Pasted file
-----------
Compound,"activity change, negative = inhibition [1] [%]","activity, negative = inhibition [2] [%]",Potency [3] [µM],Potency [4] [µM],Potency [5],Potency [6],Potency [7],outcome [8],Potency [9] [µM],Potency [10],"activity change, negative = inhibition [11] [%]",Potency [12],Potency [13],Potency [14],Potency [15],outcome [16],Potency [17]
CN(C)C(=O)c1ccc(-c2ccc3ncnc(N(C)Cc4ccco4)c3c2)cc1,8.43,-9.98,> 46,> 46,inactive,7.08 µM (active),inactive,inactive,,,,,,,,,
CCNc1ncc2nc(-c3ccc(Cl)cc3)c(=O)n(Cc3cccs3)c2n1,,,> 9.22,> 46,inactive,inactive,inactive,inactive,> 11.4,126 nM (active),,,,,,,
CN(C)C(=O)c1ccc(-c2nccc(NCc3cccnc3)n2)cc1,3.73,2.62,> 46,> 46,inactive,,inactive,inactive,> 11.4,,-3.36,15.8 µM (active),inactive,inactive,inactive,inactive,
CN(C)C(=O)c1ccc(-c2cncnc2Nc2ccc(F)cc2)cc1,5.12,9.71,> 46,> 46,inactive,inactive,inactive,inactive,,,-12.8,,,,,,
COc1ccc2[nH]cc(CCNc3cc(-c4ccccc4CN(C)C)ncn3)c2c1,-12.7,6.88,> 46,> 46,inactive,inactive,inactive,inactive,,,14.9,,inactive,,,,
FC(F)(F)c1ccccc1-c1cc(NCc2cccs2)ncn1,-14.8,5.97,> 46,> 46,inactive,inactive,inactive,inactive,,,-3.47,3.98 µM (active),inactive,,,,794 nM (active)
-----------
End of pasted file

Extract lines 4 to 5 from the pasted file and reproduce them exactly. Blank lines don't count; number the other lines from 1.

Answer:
CN(C)C(=O)c1ccc(-c2nccc(NCc3cccnc3)n2)cc1,3.73,2.62,> 46,> 46,inactive,,inactive,inactive,> 11.4,,-3.36,15.8 µM (active),inactive,inactive,inactive,inactive,
CN(C)C(=O)c1ccc(-c2cncnc2Nc2ccc(F)cc2)cc1,5.12,9.71,> 46,> 46,inactive,inactive,inactive,inactive,,,-12.8,,,,,,